Defy aging with mental ABC’s

Some people feel old at 80, others at 40, and others at 50.
There was only one time in my whole life when I felt “old.” That was on my 25th birthday.
How did I ever go from being the youngest person in the class–too young to hear the other girls’ secrets, too young to date, too young to drive–to being a quarter-of-a-century old?
I was astonished at the revelation.
But at 26, I got on with the rest of my life and I’ve been too busy ever since to worry about being “old.”
But I want to age well. That’s why I’m so interested in Michael Brickey’s book, “Defy Aging.”
Brickey, who looked at thousands of research articles and hundreds of books in the field of health and longevity, has written a book that author Bernie Siegel calls “an excellent road map and tool kit to assist you in creating a longer, healthier, more joyful life.”
Brickey says everyone should be ready to live decades longer than their parents and grandparents. From the birth of Christ to the year 1900, we gained three days a year in life expectancy.
Since 1900, we have gained an average of 110 days a year. In the last century, life expectancy in the United States increased 62 percent.
“For some people, these additional decades will be characterized by disability, depression, and pain,” writes Brickey. “For others, it will be a purposeful time of vitality and continuous renewal.
“Beliefs, attitudes, and lifestyle make the difference.”
Brickey has come up with four attitudes, 36 beliefs, and four coping skills that are the key to vital longevity, which he calls the “mental ABC’s” of healthy and happy longevity.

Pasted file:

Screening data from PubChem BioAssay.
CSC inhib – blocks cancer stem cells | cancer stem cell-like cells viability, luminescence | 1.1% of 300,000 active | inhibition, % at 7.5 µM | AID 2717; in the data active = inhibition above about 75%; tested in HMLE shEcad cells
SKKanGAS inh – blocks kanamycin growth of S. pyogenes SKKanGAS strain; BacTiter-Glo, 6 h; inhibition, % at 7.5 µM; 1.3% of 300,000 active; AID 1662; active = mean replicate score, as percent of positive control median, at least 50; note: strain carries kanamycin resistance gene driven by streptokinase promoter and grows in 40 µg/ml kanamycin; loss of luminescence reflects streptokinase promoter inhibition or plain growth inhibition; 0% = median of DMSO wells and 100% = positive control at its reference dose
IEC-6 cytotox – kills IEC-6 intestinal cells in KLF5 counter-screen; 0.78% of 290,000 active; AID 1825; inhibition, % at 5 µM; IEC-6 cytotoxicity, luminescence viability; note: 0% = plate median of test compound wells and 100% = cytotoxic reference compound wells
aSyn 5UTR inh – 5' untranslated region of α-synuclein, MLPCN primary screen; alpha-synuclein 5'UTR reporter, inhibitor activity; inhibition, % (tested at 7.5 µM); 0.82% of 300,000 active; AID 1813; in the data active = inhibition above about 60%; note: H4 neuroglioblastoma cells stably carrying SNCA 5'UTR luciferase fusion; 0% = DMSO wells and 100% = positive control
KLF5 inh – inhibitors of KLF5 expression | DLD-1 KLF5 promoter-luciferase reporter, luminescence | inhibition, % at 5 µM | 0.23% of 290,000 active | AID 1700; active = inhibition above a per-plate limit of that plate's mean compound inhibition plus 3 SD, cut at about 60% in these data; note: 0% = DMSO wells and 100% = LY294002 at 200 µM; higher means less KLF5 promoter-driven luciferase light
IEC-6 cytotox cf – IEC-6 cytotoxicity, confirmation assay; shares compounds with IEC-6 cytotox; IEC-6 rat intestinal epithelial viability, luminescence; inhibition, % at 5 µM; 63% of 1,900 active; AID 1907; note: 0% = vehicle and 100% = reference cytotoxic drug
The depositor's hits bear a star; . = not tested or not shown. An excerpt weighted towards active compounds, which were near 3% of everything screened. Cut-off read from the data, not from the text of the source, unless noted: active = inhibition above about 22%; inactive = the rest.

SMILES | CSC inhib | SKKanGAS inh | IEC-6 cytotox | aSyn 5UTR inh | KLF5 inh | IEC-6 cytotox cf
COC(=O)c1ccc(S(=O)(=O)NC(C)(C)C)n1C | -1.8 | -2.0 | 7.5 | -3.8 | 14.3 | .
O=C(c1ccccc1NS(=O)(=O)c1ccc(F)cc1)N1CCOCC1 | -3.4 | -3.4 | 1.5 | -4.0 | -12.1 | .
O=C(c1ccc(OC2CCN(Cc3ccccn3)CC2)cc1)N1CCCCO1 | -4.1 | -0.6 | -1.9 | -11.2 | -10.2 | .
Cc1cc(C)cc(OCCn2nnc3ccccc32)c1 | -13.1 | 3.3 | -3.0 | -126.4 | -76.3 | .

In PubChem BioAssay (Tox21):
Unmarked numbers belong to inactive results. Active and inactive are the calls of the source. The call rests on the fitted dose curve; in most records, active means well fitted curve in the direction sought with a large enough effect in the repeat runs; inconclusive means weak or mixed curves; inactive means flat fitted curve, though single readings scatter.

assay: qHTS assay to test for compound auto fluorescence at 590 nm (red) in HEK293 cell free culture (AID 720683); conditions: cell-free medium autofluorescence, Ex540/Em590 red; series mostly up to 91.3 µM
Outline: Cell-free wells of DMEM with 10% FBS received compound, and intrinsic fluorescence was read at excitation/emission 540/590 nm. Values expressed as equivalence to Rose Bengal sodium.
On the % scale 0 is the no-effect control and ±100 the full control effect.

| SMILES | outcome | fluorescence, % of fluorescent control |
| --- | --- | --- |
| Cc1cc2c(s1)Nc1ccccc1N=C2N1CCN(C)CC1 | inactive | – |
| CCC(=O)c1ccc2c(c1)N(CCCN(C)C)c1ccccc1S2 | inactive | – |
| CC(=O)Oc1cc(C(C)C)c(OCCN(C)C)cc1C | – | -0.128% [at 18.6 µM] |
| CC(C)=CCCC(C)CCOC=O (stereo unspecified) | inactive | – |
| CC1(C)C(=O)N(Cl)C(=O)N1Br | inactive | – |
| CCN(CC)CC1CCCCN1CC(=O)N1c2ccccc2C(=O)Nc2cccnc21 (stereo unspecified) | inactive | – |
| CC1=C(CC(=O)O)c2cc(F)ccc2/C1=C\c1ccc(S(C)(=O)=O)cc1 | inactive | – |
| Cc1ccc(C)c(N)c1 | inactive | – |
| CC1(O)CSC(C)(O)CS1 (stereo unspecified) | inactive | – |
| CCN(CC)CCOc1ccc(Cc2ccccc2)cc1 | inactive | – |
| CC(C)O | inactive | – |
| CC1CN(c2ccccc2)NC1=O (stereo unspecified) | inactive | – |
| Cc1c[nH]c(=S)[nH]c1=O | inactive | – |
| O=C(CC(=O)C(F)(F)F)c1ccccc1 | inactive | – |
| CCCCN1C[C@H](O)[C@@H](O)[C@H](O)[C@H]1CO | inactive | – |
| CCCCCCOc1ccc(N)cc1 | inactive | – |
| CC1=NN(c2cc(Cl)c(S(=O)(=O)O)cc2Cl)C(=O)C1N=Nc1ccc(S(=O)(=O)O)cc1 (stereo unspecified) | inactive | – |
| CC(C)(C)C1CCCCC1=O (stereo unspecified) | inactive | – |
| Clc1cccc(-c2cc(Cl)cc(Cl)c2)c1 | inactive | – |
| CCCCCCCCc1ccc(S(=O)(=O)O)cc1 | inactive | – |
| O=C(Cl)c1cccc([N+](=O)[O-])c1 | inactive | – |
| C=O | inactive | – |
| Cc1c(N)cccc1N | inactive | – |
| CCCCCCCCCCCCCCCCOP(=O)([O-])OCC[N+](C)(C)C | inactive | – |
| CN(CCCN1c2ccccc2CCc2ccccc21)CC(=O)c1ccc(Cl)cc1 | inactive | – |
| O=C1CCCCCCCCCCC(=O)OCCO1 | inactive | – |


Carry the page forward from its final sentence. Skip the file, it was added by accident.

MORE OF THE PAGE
Of course, attitudes are very important if you want to age well. Optimism and cheerfulness, gratitude, dealing with things with flexibility, and embracing change will help you age well.
It’s also very important to be resilient. It’s hard to get old. There’s so much loss. Everyone loses friends and family members; some lose mobility and have health problems.
Interestingly, centenarians, as a whole, have good coping skills and don’t dwell on losses, disappointments, or resentments.
But most important of all is your beliefs about aging. Our minds and bodies try very hard to fulfill our beliefs and expectations.
Of course, just believing something doesn’t make it happen, but our beliefs set up self-fulfilling prophecies and behaviours.
So what are the 36 beliefs that researchers say make a difference? Here are a few examples:
I listen to my body and am proactive to foster good health.
I always have a mission, whatever my age.
I cultivate my sense of humour. I cultivate fond memories and let bad memories wither.
I am a lifelong learner.
Every age has its benefits. I don’t need many material things to make me happy and successful.
I am a trailblazer, who leaves behind conventional thinking about longevity.
That last one is the most important belief of all. Don’t listen to the nay-sayers and your ageist friends.
Remember, if you want to live long and healthy, you have to believe in yourself.
So why not follow the mental ABC’s to happy, healthy longevity.
Marie Snider is an award-winning health writer and syndicated columnist. Write her at